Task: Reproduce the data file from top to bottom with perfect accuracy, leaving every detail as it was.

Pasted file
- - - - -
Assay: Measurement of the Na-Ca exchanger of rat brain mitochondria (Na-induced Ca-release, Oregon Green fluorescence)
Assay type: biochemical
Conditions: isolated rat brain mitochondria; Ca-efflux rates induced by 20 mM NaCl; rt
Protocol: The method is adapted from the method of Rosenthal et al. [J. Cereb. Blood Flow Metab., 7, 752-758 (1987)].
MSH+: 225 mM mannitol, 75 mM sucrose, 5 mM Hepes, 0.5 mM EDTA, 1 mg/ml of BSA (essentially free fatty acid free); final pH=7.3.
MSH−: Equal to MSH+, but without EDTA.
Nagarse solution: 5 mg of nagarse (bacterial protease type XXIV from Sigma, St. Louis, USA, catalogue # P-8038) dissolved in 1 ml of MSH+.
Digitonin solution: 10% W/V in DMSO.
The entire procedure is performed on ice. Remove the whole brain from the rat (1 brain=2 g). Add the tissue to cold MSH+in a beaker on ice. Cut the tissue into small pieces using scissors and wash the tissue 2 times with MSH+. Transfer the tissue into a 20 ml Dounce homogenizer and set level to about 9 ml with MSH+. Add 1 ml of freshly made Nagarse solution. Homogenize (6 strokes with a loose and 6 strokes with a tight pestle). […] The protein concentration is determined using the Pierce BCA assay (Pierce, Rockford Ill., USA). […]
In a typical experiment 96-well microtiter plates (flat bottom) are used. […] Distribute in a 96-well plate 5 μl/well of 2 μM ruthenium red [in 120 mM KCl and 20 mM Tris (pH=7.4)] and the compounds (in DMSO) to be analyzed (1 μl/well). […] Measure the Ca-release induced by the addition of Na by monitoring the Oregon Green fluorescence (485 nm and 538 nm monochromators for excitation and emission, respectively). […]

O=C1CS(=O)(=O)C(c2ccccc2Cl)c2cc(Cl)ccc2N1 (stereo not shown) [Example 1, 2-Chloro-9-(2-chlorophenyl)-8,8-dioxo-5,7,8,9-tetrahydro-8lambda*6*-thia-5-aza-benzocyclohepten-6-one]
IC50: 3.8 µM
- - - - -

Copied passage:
Assay: Measurement of the Na-Ca exchanger of rat brain mitochondria (Na-induced Ca-release, Oregon Green fluorescence)
Assay type: biochemical
Conditions: isolated rat brain mitochondria; Ca-efflux rates induced by 20 mM NaCl; rt
Protocol: The method is adapted from the method of Rosenthal et al. [J. Cereb. Blood Flow Metab., 7, 752-758 (1987)].
MSH+: 225 mM mannitol, 75 mM sucrose, 5 mM Hepes, 0.5 mM EDTA, 1 mg/ml of BSA (essentially free fatty acid free); final pH=7.3.
MSH−: Equal to MSH+, but without EDTA.
Nagarse solution: 5 mg of nagarse (bacterial protease type XXIV from Sigma, St. Louis, USA, catalogue # P-8038) dissolved in 1 ml of MSH+.
Digitonin solution: 10% W/V in DMSO.
The entire procedure is performed on ice. Remove the whole brain from the rat (1 brain=2 g). Add the tissue to cold MSH+in a beaker on ice. Cut the tissue into small pieces using scissors and wash the tissue 2 times with MSH+. Transfer the tissue into a 20 ml Dounce homogenizer and set level to about 9 ml with MSH+. Add 1 ml of freshly made Nagarse solution. Homogenize (6 strokes with a loose and 6 strokes with a tight pestle). […] The protein concentration is determined using the Pierce BCA assay (Pierce, Rockford Ill., USA). […]
In a typical experiment 96-well microtiter plates (flat bottom) are used. […] Distribute in a 96-well plate 5 μl/well of 2 μM ruthenium red [in 120 mM KCl and 20 mM Tris (pH=7.4)] and the compounds (in DMSO) to be analyzed (1 μl/well). […] Measure the Ca-release induced by the addition of Na by monitoring the Oregon Green fluorescence (485 nm and 538 nm monochromators for excitation and emission, respectively). […]

O=C1CS(=O)(=O)C(c2ccccc2Cl)c2cc(Cl)ccc2N1 (stereo not shown) [Example 1, 2-Chloro-9-(2-chlorophenyl)-8,8-dioxo-5,7,8,9-tetrahydro-8lambda*6*-thia-5-aza-benzocyclohepten-6-one]
IC50: 3.8 µM